If I told you that my waffle maker manipulated my mood, what would you think? What about a blender? Would that change your response? To me, it seems beyond insane that an object would be able to dictate my mood, but that is exactly what the scale did. It is just some plastic and glass, maybe couple of springs, but it had the power to cause such strong and rapid mood swings for me.
Rejecting the diet mentality is the first principle of IE and rightfully so. We are constantly inundated with dieting in our western society, so one of the steps to getting rid of the diet mentality is to get rid of the dieter’s tools. Yup, that means the scale! I was introduced to IE in June 2015 and it took me damn near a year to give up the scale. I would not weigh for several days and then give in. I’d feel so guilty, like a failure! I had to constantly remind myself to show self-compassion. I had spurts of motivation to give it up along the way, but I always went back to it because I wasn’t mentally ready. I found comfort in weighing myself because it made me feel in control.1 The scale was my friend when the number went down. I was elated and felt of proud and a sense of accomplishment. The scale was my foe when the number was up. I felt dejected and ashamed.
I gave up the scale when I was in the process of moving in May 2016. My realtor made my husband and me put away all unnecessary objects for our open house and other prospective buyer visits. This meant that the scale had to be kept away. Sure, I could take it out and hide it everyday, but selling a house was so stressful that taking that extra step took so much effort that I just decided that it was easier to keep it hidden. After having the scale put away for weeks, I realized that I had not mentally or physically fallen apart without knowing my weight. I was fine! I decided that I was on a good path and stayed off the scale. One thing I found was that I was actually more intuitive when I ditched the scale. I came to the realization that I had given myself permission to eat as a reward when I had lost weight, and I chastised myself and made myself eat less when I gained weight. That is not intuitive at all! The number on the scale is an external guide. When I got rid of it, I had to rely on my internal cues and that is IE.
I encourage you to consider giving up weighing yourself.2 It will take time to give up the scale. This was my experience at least. And you may weigh yourself again at some point along the way. That’s okay. Reflect on how you feel before, during, and after, and take it as a learning experience. And it’s not like you can’t weigh yourself EVER again. Though the scale can appear to be helpful, it can easily become an obsession. It’s like anxiety. Anxiety is a natural emotion. It can even be helpful at times, like making you slightly more alert during a high-stakes test. It’s when it disrupts your day-to-day life that it becomes an issue. The scale is the same way. The scale is just an object like anxiety is just an emotion. It’s the overpowering fixation with the scale that causes problems.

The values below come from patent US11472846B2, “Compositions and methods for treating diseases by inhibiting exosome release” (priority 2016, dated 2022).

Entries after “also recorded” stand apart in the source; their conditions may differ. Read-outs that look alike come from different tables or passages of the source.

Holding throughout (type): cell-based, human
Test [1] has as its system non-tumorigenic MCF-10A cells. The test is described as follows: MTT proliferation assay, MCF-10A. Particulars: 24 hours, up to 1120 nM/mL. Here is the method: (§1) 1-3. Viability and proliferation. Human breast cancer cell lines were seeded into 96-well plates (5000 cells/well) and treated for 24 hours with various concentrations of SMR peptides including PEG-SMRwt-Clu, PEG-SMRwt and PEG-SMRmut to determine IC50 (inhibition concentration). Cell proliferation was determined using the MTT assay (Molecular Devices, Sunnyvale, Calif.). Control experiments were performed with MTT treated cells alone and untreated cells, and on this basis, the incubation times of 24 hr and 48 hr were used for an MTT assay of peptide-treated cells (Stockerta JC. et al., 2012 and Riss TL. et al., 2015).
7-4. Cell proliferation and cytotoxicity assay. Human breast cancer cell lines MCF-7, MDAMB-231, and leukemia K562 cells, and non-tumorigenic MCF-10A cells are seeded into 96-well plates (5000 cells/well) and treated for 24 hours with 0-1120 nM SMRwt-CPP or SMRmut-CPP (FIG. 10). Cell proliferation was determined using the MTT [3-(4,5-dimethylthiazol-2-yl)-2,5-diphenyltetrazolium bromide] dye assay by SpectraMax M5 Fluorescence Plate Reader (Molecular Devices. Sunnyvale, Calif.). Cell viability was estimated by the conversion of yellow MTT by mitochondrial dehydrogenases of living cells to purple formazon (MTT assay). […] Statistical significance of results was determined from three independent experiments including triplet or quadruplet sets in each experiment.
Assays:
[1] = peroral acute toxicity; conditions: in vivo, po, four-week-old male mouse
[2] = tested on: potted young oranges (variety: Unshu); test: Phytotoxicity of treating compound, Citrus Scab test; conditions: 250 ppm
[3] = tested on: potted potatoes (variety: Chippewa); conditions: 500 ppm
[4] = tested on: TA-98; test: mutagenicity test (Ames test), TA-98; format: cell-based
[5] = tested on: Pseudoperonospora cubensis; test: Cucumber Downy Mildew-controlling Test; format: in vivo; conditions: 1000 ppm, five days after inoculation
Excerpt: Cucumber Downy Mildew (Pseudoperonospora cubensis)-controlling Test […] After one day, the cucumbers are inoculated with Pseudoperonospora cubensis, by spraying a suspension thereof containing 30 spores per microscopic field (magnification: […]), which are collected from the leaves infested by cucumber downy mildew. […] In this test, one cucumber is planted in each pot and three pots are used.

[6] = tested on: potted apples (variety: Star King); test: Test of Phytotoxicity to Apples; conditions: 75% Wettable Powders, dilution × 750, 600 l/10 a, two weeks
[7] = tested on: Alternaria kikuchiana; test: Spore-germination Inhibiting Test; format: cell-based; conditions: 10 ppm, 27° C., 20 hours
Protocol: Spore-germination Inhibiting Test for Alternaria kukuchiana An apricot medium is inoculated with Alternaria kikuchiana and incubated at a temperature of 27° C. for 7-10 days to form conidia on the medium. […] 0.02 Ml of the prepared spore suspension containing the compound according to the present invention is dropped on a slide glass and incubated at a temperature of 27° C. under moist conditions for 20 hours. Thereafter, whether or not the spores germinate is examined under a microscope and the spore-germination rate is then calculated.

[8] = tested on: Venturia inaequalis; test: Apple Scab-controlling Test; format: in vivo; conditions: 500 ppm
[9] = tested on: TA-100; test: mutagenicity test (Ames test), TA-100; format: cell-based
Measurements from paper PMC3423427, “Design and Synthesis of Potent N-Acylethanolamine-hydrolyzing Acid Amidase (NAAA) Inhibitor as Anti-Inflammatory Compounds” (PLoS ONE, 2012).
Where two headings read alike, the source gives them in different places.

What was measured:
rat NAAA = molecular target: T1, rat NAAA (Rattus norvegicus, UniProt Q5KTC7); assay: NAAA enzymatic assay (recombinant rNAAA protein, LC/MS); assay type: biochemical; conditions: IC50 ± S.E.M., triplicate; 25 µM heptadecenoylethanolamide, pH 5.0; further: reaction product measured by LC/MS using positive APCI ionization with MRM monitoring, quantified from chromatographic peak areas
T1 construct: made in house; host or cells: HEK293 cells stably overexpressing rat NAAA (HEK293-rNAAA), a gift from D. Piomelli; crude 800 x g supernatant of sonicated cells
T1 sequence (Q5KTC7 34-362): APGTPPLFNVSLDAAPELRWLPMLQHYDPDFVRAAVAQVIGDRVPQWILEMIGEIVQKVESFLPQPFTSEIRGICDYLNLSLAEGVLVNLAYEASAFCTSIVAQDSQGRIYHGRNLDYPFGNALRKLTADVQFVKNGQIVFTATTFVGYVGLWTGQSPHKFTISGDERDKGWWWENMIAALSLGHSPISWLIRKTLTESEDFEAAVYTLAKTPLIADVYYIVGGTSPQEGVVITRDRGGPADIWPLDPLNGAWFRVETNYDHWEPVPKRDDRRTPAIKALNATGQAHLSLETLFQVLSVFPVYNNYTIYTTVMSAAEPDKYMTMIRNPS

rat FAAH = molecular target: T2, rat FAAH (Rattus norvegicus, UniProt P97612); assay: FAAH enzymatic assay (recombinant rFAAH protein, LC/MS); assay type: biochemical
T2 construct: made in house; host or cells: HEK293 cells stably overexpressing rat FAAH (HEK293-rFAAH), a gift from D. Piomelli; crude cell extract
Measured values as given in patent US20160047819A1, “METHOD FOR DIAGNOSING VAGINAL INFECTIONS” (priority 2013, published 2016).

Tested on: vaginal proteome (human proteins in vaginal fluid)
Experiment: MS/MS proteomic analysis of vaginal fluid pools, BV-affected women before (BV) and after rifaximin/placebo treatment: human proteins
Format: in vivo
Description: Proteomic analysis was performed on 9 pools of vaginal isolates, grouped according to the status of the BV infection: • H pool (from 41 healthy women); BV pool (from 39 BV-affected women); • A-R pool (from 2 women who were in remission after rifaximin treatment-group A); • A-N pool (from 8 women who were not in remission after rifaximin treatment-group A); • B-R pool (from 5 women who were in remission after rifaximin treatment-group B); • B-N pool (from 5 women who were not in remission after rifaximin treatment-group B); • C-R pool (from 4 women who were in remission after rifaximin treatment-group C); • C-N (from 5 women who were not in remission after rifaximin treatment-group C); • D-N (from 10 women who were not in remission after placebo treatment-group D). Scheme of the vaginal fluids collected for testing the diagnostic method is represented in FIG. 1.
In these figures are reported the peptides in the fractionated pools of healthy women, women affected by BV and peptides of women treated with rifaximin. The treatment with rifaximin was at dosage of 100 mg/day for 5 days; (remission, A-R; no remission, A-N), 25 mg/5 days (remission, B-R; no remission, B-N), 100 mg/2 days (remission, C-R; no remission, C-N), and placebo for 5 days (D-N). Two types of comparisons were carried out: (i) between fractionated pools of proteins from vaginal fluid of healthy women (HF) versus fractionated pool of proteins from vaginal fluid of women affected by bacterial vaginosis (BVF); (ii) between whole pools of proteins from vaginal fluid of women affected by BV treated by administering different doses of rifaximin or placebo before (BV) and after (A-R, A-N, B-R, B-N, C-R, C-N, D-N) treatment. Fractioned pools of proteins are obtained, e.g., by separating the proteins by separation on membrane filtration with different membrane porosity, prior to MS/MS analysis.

Now I have a confession to make. I actually got on the scale a few days ago. As usual, I got out of bed to start my day and the scale peeked out of the closet at me.3 I thought to myself, “I’m just curious about my weight. It’s not obsessive. I’ll be fine!” I have a digital scale, so I had two choices: 1) I can tap it with my foot and step on it only for my weight or 2) I could go to the programmed portion and it would spew out my specific information like weight, body fat percentage, and bone density.4 I decided to go with #2. Why not? I’m on the scale anyway. I tapped the scale and told it to give me the data mother lode. I obediently stepped on the scale when it instructed me to. Right before the digital display started showing me my data, I looked up at the ceiling. What am I doing? How will this help me? If I got dressed a few minutes later, my clothes would hug my body the same way whether or not I knew those numbers. My character and the fact that I’m a good person would remain the same. I stepped off the scale. Without looking at the digital display, I picked up the scale and put it right back in the closet. I knew only bad would have come from finding out the numbers, and sitting with my curiosity was less uncomfortable than the inevitable mood swing that would have happened by knowing those numbers. If the number was down, I would cheer and give myself permission to eat more. If it was up, I’d berate myself and eat less. The scale, an inanimate object, would be telling me what is best for my body. I reject this! My body is smarter than a scale, and listening to my body is what is best for my mental and physical well-being.
If you are one who has an obsession with the scale, I completely understand and empathize. The scale is a temptress. I can go on and on about how I feel more at peace with my weight now, but it’s more powerful when you realize this on your own. When this time comes, make a mental note and put a bunch of stars or happy faces or fireworks beside it so you can remind yourself of this experience in the future when the scale and the diet mentality tries to lure you back in.
Please share your experiences with the scale in the comment section below!
1The cruel irony being that the scale was actually controlling me!
3Yes, the scale is in the closet. For the most part, it’s out-of-sight-out-of-mind. I really should beat it with a baseball bat Office-Space-style, but my husband still uses it.
Thank you so much for reading my blog! I am honored that you chose to read about my experience. As a certified intuitive eating counselor, I offer online group support services through Zoom. Please contact me at firstname.lastname@example.org or go directly to my Online Group Support page for more information.
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